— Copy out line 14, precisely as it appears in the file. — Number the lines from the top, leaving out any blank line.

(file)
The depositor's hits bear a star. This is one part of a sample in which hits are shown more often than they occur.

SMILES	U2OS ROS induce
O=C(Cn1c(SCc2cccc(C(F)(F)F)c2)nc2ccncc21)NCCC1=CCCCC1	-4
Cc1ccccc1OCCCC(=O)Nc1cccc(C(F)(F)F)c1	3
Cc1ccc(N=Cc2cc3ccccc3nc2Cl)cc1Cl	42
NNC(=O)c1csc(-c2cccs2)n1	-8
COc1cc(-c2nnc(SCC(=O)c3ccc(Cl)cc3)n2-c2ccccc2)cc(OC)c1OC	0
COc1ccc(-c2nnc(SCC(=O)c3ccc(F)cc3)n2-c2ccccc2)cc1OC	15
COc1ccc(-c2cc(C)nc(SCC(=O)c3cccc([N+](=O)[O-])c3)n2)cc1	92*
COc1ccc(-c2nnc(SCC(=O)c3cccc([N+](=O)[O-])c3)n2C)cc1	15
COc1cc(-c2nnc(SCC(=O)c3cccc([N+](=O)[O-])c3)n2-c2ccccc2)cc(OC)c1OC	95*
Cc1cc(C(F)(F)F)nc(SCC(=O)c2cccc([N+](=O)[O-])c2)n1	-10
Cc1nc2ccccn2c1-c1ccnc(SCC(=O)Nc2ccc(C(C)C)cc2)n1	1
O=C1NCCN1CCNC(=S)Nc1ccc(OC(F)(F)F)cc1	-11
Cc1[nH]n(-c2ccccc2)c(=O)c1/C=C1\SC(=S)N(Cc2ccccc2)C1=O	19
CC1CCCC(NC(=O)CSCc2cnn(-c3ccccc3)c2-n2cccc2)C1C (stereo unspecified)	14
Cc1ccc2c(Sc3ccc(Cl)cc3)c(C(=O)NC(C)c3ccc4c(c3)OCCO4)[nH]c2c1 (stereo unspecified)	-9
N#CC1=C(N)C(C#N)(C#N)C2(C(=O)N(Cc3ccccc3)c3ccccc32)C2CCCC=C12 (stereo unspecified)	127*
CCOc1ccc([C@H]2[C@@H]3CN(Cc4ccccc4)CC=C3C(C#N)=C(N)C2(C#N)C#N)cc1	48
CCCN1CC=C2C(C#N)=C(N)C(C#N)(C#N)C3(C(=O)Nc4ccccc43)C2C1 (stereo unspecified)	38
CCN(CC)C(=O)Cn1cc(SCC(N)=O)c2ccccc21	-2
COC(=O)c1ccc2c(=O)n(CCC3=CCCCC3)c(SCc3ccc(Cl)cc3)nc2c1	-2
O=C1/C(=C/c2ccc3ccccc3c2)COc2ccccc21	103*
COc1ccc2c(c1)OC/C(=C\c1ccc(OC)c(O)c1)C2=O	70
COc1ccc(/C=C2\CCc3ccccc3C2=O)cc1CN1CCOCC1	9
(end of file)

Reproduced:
O=C1NCCN1CCNC(=S)Nc1ccc(OC(F)(F)F)cc1	-11